Mortgage rates are up just slightly today, moving higher for a second day in a row. Stock markets around the world rebounded from recent losses yesterday and the price of oil rose to near $50, so the bond market saw little change. The benchmark for mortgage pricing, the 10-year Treasury, also held steady.
Mortgage Rates: May 24, 2016 (Change from 5/24)
30-year fixed: 3.82% (+0.02)
15-year fixed: 3.17% (+0.03)
5/1 ARM: 3.47% (+0.03)
Meanwhile, U.S. new home sales saw their biggest gains in 24 years in April — up nearly 24% over last year, according to the Commerce Department.
“At last we have a clear, statistically significant view that the new home market is having its best spring buying season in a decade,” Jonathan Smoke, chief economist for Realtor.com, says. “It appears that the growth in sales is coming from higher price points, indicating that builders are finding success with move-up, luxury, and active adult home buyers rather than entry level buyers. Hopefully this will free up existing home owners to sell their lower priced homes as they move up.”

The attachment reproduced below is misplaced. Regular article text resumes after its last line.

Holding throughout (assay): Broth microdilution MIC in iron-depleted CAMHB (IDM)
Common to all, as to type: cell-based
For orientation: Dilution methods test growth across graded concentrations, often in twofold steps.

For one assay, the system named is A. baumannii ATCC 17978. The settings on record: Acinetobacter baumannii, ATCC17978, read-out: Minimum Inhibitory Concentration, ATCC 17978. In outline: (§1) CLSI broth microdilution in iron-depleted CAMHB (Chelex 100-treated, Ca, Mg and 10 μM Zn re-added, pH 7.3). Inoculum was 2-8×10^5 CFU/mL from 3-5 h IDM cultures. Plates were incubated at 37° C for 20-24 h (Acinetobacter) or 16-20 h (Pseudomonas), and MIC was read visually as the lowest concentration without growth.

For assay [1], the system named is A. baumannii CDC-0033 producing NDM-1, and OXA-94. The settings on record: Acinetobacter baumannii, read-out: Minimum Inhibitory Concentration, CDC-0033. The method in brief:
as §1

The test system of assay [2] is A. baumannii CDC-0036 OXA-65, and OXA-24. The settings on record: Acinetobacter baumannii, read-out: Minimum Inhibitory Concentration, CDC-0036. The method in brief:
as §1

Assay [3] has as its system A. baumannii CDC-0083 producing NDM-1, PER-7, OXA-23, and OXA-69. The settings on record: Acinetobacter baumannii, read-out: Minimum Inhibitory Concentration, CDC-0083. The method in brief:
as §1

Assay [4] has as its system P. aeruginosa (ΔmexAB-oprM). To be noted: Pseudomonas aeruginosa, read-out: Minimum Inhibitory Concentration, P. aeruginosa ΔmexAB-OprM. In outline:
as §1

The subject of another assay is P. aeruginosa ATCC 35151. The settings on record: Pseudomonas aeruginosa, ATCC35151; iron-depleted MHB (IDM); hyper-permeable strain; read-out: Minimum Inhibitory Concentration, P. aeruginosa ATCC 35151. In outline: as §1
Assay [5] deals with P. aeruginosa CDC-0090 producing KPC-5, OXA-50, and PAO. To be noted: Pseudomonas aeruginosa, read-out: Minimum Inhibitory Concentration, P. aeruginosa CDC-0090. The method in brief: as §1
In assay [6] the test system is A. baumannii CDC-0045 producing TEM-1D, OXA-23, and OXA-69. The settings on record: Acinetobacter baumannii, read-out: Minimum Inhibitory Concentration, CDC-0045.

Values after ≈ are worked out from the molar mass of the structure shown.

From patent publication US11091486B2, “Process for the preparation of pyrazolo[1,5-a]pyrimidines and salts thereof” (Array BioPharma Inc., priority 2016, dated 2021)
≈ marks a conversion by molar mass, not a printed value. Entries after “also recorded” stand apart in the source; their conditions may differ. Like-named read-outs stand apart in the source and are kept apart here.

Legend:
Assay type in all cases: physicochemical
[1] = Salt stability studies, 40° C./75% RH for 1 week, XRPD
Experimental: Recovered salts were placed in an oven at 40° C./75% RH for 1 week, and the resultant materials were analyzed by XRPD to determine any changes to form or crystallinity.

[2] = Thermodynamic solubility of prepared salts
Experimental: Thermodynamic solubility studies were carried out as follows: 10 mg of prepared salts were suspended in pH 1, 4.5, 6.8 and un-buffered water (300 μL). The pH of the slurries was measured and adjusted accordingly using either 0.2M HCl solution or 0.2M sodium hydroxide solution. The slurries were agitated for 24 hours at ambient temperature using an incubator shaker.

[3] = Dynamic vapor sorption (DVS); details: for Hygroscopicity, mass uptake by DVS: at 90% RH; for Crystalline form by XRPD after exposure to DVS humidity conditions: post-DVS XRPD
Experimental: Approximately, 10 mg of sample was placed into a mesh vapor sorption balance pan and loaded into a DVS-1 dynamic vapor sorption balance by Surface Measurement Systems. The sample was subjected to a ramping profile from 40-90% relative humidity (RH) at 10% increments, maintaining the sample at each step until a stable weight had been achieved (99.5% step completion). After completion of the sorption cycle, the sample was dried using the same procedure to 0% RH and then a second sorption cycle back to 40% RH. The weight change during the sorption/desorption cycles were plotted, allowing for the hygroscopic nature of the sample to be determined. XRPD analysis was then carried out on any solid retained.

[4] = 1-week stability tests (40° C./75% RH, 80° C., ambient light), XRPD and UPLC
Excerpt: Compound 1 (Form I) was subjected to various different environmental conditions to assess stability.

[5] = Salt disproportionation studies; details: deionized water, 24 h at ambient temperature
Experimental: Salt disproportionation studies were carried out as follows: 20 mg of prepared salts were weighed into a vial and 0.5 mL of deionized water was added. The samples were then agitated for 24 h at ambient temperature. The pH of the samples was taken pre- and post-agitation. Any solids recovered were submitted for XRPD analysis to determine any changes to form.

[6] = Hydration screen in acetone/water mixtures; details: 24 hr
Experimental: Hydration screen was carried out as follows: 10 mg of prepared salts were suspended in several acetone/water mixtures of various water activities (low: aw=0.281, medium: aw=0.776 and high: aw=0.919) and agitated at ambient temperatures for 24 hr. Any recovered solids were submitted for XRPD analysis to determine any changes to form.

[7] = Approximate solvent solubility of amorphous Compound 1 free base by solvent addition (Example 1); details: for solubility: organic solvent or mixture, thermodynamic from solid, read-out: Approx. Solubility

New home prices also rose to record highs.
While rates are still favorable, home inventory is not. Considering new and existing homes, there are 3.4% fewer homes for sale in the U.S. — and nearly 8% fewer entry-level homes — than a year ago, according to Zillow.
“New construction has been sluggish over the past year; we’re building about half as many homes as we should be in a normal market,” Dr. Svenja Gudell, Zillow chief economist, says. “In many markets, those looking to buy a home in the bottom or middle of the market will need to be prepared for bidding wars and homes selling for over the asking price.”
Rates shown are an average of the lowest advertised APR for each loan term offered by a sampling of major national lenders. Annual percentage rate quotes reflect an interest rate plus points, fees and other expenses, providing a more accurate view of the costs a borrower might expect to pay. Fees, points and expenses vary by lender and loan type.